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The Physical Lab - Problems with Power

Problems with Power

     It is easy to assume that the power hookup in a hospital will be free from problems and that you will always have a steady consistent flow of energy when you connect a device to a hospital plug. In many labs, this is not the case. It is not uncommon for a facility to experience any of a number of power issues. Many times, these issues are relatively simple and can be corrected with a little effort.       


          One of the more frequently encountered power issues is the availability of plugs. As technology has been developed that provides us with more powerful tools, we find that we need access to more power outlets to run all the extra pieces of equipment that this new technology requires. In many cases, the outlets are too far away or there simply are not enough of them available. To overcome this difficulty, many labs turn to multiple plug power strips. By doing this, they are overcoming one problem, but introducing another. In exchange for sufficient power outlets, they risk introducing significant noise levels to any equipment hooked up to these poorly insulated pieces of equipment. I know it would make sense to assume that if a manufacturer makes a multi-plug electrical outlet they would takes steps to ensure that they would be grounded sufficiently well to prevent noise from being introduced to the equipment plugged in to these devices. Remember, however, that the multistrip plugs are designed for home use and were never intended to be used with extremely sensitive medical equipment. In a medical facility, you are only supposed to use additional outlets if they meet very strict standards. Your Biomedical Engineering Department should be able to verify if any multiplug outlet you have or wish to use are up to proper specifications to use in the lab.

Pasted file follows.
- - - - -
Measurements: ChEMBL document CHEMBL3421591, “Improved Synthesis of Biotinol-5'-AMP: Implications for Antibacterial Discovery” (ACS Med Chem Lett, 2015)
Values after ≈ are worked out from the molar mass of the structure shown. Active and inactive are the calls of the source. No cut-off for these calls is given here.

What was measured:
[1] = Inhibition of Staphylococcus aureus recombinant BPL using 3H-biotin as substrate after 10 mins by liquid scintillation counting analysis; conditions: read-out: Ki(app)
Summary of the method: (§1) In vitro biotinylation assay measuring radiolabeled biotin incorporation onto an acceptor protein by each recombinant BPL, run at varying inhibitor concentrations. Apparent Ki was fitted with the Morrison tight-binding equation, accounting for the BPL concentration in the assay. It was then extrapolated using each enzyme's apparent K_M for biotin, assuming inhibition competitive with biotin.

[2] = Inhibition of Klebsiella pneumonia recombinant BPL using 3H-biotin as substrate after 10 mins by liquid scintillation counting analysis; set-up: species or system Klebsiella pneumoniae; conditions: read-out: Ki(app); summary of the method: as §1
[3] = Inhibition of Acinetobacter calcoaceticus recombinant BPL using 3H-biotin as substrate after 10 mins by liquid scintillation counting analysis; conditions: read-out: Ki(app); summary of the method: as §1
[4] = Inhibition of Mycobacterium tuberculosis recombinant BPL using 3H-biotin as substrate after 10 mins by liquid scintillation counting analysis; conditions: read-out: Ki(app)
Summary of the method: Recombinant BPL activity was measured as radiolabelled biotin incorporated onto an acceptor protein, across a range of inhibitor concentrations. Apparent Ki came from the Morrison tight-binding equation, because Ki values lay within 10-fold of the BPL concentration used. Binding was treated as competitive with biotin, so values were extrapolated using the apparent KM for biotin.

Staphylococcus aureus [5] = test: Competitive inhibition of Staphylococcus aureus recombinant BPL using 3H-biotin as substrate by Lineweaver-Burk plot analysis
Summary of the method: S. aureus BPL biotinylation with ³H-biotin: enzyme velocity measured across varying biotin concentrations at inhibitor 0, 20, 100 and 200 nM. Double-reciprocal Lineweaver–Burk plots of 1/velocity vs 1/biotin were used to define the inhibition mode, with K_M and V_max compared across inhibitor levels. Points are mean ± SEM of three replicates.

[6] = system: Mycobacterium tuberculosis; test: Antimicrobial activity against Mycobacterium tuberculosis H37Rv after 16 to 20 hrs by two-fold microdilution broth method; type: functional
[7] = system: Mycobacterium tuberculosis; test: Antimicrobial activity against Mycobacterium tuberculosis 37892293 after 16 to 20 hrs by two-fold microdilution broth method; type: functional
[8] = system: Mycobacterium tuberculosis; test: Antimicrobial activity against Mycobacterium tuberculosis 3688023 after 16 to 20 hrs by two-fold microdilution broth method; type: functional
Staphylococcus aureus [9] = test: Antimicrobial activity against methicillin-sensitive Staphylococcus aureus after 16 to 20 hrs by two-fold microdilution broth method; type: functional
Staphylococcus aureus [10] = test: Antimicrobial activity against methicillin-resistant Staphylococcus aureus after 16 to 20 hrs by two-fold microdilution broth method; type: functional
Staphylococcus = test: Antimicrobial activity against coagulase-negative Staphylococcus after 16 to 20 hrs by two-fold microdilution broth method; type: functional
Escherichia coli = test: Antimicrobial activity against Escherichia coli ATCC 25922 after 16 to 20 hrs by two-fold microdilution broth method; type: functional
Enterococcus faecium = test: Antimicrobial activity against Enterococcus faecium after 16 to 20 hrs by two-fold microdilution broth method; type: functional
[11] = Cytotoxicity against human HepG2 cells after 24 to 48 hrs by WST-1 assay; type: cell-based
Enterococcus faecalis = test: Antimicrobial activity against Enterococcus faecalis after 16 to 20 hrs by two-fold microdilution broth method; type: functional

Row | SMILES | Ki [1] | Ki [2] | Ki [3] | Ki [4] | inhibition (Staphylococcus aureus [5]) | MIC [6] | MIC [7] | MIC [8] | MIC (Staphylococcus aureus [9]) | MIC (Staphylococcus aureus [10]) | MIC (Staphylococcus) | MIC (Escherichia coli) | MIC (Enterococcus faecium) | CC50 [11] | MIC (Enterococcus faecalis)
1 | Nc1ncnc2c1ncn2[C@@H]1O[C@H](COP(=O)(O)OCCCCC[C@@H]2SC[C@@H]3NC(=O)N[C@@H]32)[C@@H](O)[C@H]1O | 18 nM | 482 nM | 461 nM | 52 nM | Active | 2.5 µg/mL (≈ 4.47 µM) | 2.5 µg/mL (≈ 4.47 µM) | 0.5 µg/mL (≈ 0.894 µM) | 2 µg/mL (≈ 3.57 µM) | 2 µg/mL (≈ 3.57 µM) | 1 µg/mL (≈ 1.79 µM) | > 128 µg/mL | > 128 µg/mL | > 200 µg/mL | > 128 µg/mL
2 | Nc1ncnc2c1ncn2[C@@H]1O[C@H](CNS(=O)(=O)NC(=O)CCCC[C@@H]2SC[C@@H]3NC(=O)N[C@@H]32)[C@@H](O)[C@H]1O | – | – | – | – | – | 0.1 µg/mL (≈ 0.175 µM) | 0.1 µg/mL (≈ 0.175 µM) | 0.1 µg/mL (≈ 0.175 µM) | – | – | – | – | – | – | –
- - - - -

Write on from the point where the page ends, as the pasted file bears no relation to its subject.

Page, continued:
Power Drain

          Another power situation occurs when insufficient power is delivered on one or more circuits in the lab. This is a difficult problem to identify as most people who work in a Lab would have no idea how to determine that they are dealing with a low power problem. While I am in no way, an expert on the subject, I have learned that there is usually a very specific event that suggests that you may be dealing with brown outs.

          Many of the systems used in the EP Lab are complex computer driven devices that do extensive processing. These devices are very sensitive to power and must have a constant supply of electricity to maintain normal function. If the power supply is constant, there is no problem. But when the electrical current powering the device drops below a critical threshold, the computer that controls the device will simply shut down due to multiple circuit failure. When this happens, it is easy to assume that the problem lies within the device that shut down. While this may, in many cases, be correct, you need to reevaluate what is going on when they device checks out OK yet the problem continues to occur.